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Return to: Home: Observing the Transit: Viewing with Observatories

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spacer spacer Participating Observatories
spacer * South Florida Science Museum
* Burke-Gaffney Observatory
* Crosby Ramsey Memorial Observatory
* Dyer Observatory
* Fernbank Science Center
* Coca Cola Science Cneter
* Muncie Indiana Astronomy Club
* Observatorio Astronomico de Minas, Uruguay
* St. Paul's School
* Tim Young, Delhi India
* University of Florida
* Howard University Astronomical Observatory

By observing the transit of Venus, you can re-discover a number of physical quantities about Venus and its orbit in much the same manner as astronomers did in the 16th and 17th centuries. Each observatory listed below will make 12 observations of Venus against the sun from sunrise to third and fourth contact. From these images, you should be able to detect the Venusian atmosphere, derive a distance to Venus as well as the Astronomical Unit (AU), calculate an orbital period for Venus, and derive a diameter for the planet. In some cases, such as detecting the Venusian atmosphere, all you have to do is look at an image from a single observatory. In other cases, you will need to compare multiple images taken from different observatories spaced widely in distance and perform calculations based on these observations.

About the Image Viewer

Clicking on an observatory name will take you to its image viewer. Each viewer can display up to 12 images of the transit. By clicking on one of the small images to the right, a larger image will be displayed in the left hand window. You can zoom in and out and move around the image by dragging the shaded image window. In addition, you can save the image to your hard disk where you can do further analysis and printing.

Student Projects

The Virtual Telescopes in Education (VTIE) web site will guide your students through the process of writing a proposal for viewing the Venus Transit.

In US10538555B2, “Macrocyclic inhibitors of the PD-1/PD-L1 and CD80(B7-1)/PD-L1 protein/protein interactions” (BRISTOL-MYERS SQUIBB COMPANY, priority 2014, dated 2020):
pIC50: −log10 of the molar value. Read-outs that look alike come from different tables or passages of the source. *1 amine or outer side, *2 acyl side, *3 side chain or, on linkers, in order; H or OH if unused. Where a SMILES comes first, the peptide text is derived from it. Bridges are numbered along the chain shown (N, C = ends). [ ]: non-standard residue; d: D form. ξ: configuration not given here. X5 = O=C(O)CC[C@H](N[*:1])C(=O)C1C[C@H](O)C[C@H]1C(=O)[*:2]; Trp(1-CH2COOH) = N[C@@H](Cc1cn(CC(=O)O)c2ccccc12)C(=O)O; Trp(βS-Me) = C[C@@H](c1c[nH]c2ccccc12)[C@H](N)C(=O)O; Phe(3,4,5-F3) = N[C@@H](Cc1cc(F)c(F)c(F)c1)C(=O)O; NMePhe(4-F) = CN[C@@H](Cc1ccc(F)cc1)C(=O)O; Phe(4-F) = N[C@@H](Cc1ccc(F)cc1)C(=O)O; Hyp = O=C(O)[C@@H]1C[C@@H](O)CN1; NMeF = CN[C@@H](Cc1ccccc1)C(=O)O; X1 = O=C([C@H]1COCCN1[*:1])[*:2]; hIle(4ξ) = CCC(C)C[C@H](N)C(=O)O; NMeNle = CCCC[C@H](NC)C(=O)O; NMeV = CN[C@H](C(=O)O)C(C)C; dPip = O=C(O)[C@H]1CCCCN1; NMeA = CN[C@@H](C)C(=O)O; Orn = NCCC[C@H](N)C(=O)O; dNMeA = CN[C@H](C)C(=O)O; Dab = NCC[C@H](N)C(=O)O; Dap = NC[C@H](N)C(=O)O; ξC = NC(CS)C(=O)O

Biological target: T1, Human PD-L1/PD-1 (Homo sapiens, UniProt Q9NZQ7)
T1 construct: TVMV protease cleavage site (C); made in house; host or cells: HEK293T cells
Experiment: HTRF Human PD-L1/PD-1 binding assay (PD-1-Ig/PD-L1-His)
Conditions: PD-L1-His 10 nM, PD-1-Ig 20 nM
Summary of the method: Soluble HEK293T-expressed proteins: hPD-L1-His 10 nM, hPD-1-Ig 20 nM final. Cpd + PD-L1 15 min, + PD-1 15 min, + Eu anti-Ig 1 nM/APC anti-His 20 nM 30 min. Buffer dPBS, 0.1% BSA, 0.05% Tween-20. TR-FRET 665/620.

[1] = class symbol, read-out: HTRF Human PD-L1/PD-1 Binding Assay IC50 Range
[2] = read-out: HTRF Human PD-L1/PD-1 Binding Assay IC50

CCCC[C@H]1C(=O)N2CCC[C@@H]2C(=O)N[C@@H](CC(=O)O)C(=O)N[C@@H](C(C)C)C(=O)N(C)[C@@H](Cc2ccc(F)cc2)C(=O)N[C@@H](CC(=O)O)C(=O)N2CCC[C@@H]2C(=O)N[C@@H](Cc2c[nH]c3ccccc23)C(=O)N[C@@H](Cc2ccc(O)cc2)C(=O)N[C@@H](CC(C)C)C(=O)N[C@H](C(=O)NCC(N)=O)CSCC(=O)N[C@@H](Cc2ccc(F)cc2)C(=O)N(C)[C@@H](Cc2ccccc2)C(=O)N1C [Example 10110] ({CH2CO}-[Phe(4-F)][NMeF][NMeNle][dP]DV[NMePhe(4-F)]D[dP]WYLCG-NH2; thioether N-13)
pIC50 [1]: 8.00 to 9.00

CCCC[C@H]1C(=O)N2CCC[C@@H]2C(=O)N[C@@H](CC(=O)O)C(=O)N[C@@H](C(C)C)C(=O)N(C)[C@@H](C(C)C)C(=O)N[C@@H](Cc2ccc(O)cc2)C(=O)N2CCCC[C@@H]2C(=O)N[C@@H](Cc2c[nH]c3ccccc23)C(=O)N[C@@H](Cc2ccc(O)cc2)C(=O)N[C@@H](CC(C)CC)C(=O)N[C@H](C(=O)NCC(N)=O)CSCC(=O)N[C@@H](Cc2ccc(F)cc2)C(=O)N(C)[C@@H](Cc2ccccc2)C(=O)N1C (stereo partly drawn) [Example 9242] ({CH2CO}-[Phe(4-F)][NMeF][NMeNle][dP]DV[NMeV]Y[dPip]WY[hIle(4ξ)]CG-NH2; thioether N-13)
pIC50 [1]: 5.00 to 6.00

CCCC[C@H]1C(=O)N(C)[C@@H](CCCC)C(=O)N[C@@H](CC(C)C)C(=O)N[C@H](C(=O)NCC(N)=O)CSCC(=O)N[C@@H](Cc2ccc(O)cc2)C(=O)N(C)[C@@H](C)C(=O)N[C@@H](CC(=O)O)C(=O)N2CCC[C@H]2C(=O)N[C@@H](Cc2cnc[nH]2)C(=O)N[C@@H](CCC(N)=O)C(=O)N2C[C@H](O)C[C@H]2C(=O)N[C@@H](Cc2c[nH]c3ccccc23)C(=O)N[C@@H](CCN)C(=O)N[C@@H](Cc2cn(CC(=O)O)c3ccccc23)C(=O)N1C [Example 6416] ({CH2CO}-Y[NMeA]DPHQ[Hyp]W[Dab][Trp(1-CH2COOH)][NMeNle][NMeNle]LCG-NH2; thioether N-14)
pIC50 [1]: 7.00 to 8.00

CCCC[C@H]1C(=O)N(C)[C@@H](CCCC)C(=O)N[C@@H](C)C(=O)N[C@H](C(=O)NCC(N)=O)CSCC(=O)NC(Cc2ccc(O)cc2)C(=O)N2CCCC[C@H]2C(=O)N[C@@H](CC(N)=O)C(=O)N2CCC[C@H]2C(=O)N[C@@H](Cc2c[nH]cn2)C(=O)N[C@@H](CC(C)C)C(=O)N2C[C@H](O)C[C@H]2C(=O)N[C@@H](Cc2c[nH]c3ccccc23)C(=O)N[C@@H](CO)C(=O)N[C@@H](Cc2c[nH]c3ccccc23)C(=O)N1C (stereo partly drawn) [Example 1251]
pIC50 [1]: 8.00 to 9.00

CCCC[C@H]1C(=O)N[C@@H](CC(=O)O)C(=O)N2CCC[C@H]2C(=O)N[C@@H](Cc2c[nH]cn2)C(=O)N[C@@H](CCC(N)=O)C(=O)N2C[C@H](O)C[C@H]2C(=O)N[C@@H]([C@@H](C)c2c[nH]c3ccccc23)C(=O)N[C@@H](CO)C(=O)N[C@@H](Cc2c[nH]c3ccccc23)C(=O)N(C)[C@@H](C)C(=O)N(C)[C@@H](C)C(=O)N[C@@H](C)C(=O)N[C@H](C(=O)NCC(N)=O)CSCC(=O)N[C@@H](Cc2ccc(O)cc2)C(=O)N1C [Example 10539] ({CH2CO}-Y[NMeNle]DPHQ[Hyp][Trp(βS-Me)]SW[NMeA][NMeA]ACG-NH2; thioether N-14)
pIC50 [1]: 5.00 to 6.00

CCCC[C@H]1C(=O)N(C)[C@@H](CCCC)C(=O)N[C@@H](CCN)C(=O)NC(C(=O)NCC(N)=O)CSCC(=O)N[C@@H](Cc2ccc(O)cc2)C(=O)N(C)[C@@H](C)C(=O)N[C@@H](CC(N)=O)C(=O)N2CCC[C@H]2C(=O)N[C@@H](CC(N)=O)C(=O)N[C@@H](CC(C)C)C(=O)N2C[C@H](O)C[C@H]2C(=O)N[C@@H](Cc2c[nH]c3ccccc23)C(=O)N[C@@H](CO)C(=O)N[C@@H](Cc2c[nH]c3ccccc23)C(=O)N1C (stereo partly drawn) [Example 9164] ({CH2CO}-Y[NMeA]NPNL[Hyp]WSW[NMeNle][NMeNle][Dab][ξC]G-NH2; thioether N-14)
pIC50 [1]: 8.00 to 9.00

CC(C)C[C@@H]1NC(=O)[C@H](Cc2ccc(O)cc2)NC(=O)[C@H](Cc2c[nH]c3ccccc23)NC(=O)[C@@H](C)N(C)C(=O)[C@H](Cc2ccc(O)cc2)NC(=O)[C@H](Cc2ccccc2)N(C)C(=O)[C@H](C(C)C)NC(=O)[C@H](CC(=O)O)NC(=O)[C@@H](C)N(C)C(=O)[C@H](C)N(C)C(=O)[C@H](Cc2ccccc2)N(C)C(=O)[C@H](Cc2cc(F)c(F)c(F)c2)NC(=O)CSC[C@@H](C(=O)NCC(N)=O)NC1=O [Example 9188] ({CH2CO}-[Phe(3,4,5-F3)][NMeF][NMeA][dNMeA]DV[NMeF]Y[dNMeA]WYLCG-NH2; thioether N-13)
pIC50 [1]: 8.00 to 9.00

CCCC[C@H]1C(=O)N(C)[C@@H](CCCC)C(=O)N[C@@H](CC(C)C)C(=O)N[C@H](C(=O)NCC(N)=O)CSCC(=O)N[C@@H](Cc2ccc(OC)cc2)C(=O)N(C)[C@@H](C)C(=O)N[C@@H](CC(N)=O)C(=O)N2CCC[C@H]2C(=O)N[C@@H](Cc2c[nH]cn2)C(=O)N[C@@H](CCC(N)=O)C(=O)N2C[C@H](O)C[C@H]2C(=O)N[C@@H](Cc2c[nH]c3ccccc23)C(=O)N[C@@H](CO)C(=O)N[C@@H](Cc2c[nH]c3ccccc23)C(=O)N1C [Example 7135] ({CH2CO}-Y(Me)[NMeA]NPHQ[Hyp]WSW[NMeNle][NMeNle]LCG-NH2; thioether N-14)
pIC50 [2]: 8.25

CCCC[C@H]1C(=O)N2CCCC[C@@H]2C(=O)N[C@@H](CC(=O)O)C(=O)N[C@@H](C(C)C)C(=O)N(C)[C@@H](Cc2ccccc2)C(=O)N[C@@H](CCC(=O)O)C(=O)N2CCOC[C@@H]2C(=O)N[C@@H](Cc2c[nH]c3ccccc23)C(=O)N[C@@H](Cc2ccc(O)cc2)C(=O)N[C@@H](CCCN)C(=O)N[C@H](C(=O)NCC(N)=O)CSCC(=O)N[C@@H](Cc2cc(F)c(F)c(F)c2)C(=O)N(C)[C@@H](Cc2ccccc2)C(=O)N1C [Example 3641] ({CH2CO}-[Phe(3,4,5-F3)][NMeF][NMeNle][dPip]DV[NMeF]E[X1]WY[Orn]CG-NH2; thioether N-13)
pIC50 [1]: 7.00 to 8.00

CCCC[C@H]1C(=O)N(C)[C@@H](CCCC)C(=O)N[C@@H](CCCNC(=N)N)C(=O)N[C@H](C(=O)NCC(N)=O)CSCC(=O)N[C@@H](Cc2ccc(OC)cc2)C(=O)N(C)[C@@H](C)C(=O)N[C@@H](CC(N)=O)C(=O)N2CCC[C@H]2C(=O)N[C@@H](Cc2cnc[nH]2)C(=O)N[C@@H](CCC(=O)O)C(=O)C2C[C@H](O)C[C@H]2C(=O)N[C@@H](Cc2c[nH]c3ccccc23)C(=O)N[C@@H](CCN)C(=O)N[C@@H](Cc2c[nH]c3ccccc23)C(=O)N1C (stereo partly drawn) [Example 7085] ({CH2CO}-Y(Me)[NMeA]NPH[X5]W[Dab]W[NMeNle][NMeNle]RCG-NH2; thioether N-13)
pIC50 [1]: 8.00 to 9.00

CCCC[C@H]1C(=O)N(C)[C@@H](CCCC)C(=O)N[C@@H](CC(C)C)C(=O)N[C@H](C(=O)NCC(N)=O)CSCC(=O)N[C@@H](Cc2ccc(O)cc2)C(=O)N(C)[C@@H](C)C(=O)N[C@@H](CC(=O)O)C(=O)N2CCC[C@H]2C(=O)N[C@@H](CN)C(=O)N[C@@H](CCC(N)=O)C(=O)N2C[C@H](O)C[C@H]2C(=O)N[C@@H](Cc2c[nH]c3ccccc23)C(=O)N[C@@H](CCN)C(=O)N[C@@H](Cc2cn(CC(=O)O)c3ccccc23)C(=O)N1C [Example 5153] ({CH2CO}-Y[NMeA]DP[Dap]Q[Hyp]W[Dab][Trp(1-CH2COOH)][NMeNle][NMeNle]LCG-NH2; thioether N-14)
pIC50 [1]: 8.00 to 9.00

transit image

1. Detect Venus' Atmosphere: By observing Venus near 1st and 4th contact, one can observe the presence of Venus' atmosphere as a bright ring around the planet. This ring is caused by scattering of sunlight through the upper portions of Venus' atmosphere and was first detected in 1761 by the Russian Astronomer, Mikhail Lomonosov. Measurable Quantities: Brightness

2. Derive the Distance from Earth to Venus: Using the phenomenon of parallax, one can calculate the distance from the Earth to Venus by measuring the apparent displacement of Venus as seen against the disk of the sun from two observatories spaced widely (hundreds or thousands of miles) apart.

The Transit of Venus may be a rare event, but it has proved important to early calculations of the distance from Earth to the Sun. Knowing the distance from the Sun to Earth allowed astronomers to calculate distances to all of the other planets. Before the critical measurements of the Transit of Venus in the late 1800s, distances in the solar system were expressed in Astronomical Units (AU). But nobody knew what an AU equaled in terms of miles or kilometers. The AU was simply the distance from Earth to the Sun; all distances from the other planets to the Sun were calculated using Kepler s Laws in comparison with the Earth-Sun distance. So astronomers needed to calculate the AU in kilometers!

To do this calculation for yourself, visit Calculate the Astronomical Unit (AU) to Kilometer.

You can also calculate the AU by using 'Halley's Method' taking into account the Earth's rotation, orbital eccentricity, and longitude.

3. Calculate the Diameter of Venus: By observing the size of Venus against the backdrop of the sun, you can get an angular measurement of the planet's diameter by ratioing its diameter to that of the sun whose angular size is known (~ 0.5 degrees). Then, knowing the distance to Venus from 2. and the actual diameter of the sun, you can calculate its actual size.

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